Letting go: when a spoon is not just a spoon

I was rinsing dishes recently and came upon this Babar spoon. I can’t even remember where we got it but we’ve had it since Jacob was a baby. He’s now 13.

Look at it.

Letting go mourning kids growing up

Poor Babar is still wearing his green suit, but his trunk has been amputated and he’s lost part of one floppy ear. The paint is chipped and the spoon is too short and bulky for big boys’ hands to eat anything except maybe ice cream.  Eli (7) still uses it, but my older boys (10 and 13) wouldn’t be caught dead slurping cereal with our old friend Babar.

I should probably throw him away.

But every time I ponder it, I feel a pang of sadness. So instead I gingerly hand wash and dry him, and place him carefully back in the drawer.

Letting go of Babar is a symbol that that phase of my children’s lives is over. Plastic cups with adorable characters like Babar, Mickey Mouse, and Dora have been replaced by ugly big gulp mugs emblazoned with sports teams, and grown up glasses.

Seeing Babar’s little yellow crown reminds me of the hundreds of times I made goofy faces and noises to coax just one more bite of Yo Baby yogurt into my boys’ mouths as they squealed in the high chair.

kids grow up too fast

I don’t have anyone to feed anymore.

kids grow up too fst

In many ways, that’s good.  It’s a relief not to have to do everything for my kids now. It’s independence….it’s growth. There are many gratifying benefits to the boys getting older.  I have amazing, mature conversations with them about current events, people, feelings, philosophy, as I watch them evolve into young men with their own interests and opinions.

I can drop Jacob off in town to eat dinner with friends and go to a movie I’d rather not see.  Curious 10-year-old Aden reads books about weird and wacky animals on his own.  Even 7-year-old Eli can tie his shoes and get dressed in the morning (ok, it takes him 35 minutes but it’s still progress!)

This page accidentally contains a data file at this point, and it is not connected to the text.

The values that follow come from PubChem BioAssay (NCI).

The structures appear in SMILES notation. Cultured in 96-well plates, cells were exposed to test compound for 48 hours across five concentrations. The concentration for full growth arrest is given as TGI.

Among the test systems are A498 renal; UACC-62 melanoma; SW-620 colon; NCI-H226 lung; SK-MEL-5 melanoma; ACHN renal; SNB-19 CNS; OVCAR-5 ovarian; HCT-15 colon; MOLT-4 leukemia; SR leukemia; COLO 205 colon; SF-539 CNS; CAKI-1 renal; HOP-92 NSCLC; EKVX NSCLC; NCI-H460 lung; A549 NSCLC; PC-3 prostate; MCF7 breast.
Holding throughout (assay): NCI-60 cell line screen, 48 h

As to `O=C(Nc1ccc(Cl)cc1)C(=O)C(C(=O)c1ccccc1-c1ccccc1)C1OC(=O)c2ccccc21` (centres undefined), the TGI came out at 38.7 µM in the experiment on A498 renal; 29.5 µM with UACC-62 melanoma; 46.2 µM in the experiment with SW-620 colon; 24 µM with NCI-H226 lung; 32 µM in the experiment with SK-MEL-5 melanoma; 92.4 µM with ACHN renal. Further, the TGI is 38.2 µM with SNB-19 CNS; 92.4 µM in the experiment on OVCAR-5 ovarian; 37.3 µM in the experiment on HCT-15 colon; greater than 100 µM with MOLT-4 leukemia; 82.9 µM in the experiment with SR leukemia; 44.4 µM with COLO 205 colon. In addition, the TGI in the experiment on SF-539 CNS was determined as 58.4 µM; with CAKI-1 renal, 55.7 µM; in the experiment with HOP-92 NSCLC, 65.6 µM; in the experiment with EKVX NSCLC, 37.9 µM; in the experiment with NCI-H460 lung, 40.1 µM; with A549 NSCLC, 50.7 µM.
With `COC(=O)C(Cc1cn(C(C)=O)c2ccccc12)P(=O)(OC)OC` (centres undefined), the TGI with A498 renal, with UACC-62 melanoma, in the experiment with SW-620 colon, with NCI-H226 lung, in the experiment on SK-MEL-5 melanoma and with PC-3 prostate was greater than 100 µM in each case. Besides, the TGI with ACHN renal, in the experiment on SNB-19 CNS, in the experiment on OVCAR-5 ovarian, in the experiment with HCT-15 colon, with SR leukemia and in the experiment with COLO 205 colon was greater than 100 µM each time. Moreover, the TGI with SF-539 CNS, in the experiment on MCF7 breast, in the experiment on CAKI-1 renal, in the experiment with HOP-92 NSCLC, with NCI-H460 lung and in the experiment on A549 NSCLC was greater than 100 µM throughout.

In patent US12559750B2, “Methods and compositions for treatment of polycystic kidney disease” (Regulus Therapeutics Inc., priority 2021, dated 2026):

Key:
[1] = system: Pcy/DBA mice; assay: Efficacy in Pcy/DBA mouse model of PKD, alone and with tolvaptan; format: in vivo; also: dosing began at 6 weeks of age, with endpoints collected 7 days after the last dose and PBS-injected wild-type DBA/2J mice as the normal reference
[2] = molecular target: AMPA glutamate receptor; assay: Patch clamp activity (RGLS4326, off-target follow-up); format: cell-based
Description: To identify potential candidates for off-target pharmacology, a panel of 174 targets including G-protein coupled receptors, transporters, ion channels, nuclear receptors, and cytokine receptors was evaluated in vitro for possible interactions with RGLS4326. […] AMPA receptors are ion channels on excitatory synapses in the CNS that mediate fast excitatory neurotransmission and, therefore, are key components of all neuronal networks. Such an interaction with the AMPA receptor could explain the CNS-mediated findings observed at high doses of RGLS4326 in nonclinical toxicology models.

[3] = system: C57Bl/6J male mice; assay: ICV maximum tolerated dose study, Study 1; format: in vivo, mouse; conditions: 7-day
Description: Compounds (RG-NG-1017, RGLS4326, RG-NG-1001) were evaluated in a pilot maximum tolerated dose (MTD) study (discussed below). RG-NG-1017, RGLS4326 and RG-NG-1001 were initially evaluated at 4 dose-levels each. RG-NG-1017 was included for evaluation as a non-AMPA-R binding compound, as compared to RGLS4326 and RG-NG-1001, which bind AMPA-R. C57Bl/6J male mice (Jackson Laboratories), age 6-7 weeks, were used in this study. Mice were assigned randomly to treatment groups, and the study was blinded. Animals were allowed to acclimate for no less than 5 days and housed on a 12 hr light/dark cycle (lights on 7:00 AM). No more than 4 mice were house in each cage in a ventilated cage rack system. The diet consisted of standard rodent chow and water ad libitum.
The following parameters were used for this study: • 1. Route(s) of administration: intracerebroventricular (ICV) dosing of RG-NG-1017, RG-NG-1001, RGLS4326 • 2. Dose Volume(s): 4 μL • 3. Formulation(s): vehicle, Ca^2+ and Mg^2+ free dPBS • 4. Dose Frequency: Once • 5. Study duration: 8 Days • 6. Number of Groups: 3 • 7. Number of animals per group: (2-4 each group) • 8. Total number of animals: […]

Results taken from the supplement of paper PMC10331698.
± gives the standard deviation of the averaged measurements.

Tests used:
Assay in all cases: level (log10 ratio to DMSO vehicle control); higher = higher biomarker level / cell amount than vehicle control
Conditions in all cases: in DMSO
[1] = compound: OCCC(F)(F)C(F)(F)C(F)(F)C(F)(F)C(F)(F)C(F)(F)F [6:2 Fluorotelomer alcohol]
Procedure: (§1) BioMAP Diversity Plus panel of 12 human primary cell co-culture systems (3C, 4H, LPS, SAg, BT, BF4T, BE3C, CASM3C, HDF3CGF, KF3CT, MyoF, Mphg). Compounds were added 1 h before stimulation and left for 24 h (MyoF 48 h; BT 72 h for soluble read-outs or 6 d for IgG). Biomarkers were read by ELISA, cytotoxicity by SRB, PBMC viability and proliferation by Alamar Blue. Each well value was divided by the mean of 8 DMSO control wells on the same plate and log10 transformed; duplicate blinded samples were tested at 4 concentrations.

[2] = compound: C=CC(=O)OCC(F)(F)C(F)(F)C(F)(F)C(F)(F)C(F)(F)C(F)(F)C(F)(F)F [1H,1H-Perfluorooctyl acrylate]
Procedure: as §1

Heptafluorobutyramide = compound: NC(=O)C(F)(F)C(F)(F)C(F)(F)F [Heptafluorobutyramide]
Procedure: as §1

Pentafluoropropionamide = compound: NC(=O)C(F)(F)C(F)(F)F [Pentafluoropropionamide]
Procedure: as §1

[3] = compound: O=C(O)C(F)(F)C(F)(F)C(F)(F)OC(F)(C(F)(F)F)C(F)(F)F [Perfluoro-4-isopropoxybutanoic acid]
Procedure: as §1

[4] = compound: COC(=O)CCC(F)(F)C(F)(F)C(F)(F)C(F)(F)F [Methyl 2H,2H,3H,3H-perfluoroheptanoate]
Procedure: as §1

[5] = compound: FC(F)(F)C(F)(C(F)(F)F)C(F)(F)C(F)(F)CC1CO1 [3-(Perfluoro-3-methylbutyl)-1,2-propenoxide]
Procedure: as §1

kids growing up too fast

It’s all exciting and wonderful and I’m grateful for the privilege to watch them grow.

But sometimes, when I look at Babar… or the Pokemon cards no one will ever pick up again…or the extra-large fire engine puzzle collecting dust….or the scores of stuffed animals that rarely get attention, it makes me a tiny bit wistful.

Like Babar– king of the elephants– I hope to never forget what it felt like to be the mommy of little boys. Maybe the key is not to be attached to objects, but only to memories.

That sounds nice. But Babar still has his spot in the silverware drawer.

Wilson’s not sentimental so that spoon will probably get thrown away at some point. I’m sure I’ll be fine when he’s gone, but I won’t be the one to toss him.

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2 responses to “Letting go: when a spoon is not just a spoon

  1. As the grandmother of two beautiful little girls (7 & 9) and one lovely daughter, I’m sitting here with a tear in my eye. I am now hanging on to a number of new treasures added to my old treasures in the silverware drawer. This is “the stuff” attached to too many memories. No disposal in there future, as long as I’m still around!

  2. Martha Tuite

    How lucky to have those sweet memories and those sweet boys who keep making more. Nan